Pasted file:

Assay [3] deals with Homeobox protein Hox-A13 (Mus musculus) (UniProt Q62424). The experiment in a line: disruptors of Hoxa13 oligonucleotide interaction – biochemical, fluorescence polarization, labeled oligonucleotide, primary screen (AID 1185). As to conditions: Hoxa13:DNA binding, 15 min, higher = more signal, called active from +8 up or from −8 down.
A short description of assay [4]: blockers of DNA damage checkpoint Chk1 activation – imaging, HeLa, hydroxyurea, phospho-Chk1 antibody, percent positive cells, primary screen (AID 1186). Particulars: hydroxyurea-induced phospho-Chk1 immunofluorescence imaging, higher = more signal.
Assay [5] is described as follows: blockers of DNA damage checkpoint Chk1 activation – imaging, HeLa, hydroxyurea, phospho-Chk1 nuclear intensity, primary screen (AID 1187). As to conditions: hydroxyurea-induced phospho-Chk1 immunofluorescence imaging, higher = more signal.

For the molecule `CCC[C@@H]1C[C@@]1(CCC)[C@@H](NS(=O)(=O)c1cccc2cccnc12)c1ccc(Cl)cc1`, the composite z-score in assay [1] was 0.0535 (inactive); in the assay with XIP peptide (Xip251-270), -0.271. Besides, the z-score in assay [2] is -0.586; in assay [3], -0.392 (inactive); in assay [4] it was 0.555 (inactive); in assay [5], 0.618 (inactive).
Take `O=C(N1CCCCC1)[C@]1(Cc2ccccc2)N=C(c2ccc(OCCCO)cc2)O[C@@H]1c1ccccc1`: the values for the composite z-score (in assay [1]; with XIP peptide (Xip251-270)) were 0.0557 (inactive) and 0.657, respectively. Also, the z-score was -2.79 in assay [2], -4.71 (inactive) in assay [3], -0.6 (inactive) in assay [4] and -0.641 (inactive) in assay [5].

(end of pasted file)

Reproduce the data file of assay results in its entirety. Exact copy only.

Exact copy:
Assay [3] deals with Homeobox protein Hox-A13 (Mus musculus) (UniProt Q62424). The experiment in a line: disruptors of Hoxa13 oligonucleotide interaction – biochemical, fluorescence polarization, labeled oligonucleotide, primary screen (AID 1185). As to conditions: Hoxa13:DNA binding, 15 min, higher = more signal, called active from +8 up or from −8 down.
A short description of assay [4]: blockers of DNA damage checkpoint Chk1 activation – imaging, HeLa, hydroxyurea, phospho-Chk1 antibody, percent positive cells, primary screen (AID 1186). Particulars: hydroxyurea-induced phospho-Chk1 immunofluorescence imaging, higher = more signal.
Assay [5] is described as follows: blockers of DNA damage checkpoint Chk1 activation – imaging, HeLa, hydroxyurea, phospho-Chk1 nuclear intensity, primary screen (AID 1187). As to conditions: hydroxyurea-induced phospho-Chk1 immunofluorescence imaging, higher = more signal.

For the molecule `CCC[C@@H]1C[C@@]1(CCC)[C@@H](NS(=O)(=O)c1cccc2cccnc12)c1ccc(Cl)cc1`, the composite z-score in assay [1] was 0.0535 (inactive); in the assay with XIP peptide (Xip251-270), -0.271. Besides, the z-score in assay [2] is -0.586; in assay [3], -0.392 (inactive); in assay [4] it was 0.555 (inactive); in assay [5], 0.618 (inactive).
Take `O=C(N1CCCCC1)[C@]1(Cc2ccccc2)N=C(c2ccc(OCCCO)cc2)O[C@@H]1c1ccccc1`: the values for the composite z-score (in assay [1]; with XIP peptide (Xip251-270)) were 0.0557 (inactive) and 0.657, respectively. Also, the z-score was -2.79 in assay [2], -4.71 (inactive) in assay [3], -0.6 (inactive) in assay [4] and -0.641 (inactive) in assay [5].